Of the various genres we’ve experienced in Korean cinema, the crime dramas are often the hardest to follow. Since the plots tend to be deliberately murky and the characters often look alike, it’s very easy to get confused. Similar to watching film noir, however, the point is very often the style, the melodrama, the cool characters—the plots don’t even have to make sense.
So it’s sort of ironic that Policeman’s Lineage is well acted with strongly drawn characters and a very easy-to-follow plot, and ultimately ends up being somewhat paint-by-the-numbers and forgettable. It’s not bad—it’s quite entertaining, even—but it doesn’t stand out four months later (which is when I’m writing this review).
The plot is a classic “rookie by-the-book cop is enlisted by Internal Affairs to investigate a heroic, high-profile cop who isn’t so by-the-book and also seems to be quite wealthy”. Add a dash of “my father was a cop but he’s in jail now” and you get that kind of gangster story James Cagney and Humphrey Bogart cut their teeth on back in the ’30s.
When you go back to Sam Spade in The Maltese Falcon, you have this situation (probably not the first) where the P.I. pretends to be crooked because that’s the best way to deal with crooks. And since then, you have the drama in these sorts of movies coming from the tension of “is he or isn’t he (corrupt)?” A common trope these days is “Well, he is, but not without principles because he sold out in order to do good” or somesuch nonsense. And there’s an interesting chemistry—an excellent chemistry between the two leads—that ends up defusing the tension.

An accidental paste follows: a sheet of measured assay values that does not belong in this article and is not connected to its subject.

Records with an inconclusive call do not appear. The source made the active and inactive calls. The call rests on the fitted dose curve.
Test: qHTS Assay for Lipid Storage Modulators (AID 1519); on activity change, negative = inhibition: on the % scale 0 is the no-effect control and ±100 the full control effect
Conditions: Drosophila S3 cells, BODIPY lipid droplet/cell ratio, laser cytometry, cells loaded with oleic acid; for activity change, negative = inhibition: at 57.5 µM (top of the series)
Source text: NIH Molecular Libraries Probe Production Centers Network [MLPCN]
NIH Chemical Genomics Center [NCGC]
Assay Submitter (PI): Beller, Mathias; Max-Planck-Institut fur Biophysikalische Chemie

The elder Cho Jin-woong (The Spy Gone North, The Handmaiden) radiates such moral uprightness that even when he physically throws the protégé (Choi Woo-sik, Parasite, The Divine Fury, Train To Busan) down and threatens to kill him, you don’t get a sense that he’s doing so for any venal reason. In other words, you kind of feel like Cho is the only genuinely honest guy around and the real tension is whether or not Choi is going to go “by the book” rather than do the right thing.
So it’s still interesting and enjoyable, but almost along a more “is this going to be a Shakespearean tragedy or buddy cop action comedy?” line. Ultimately it didn’t quite pack the punch of a really dark crime drama or the fun of a action comedy, but it was still very watchable.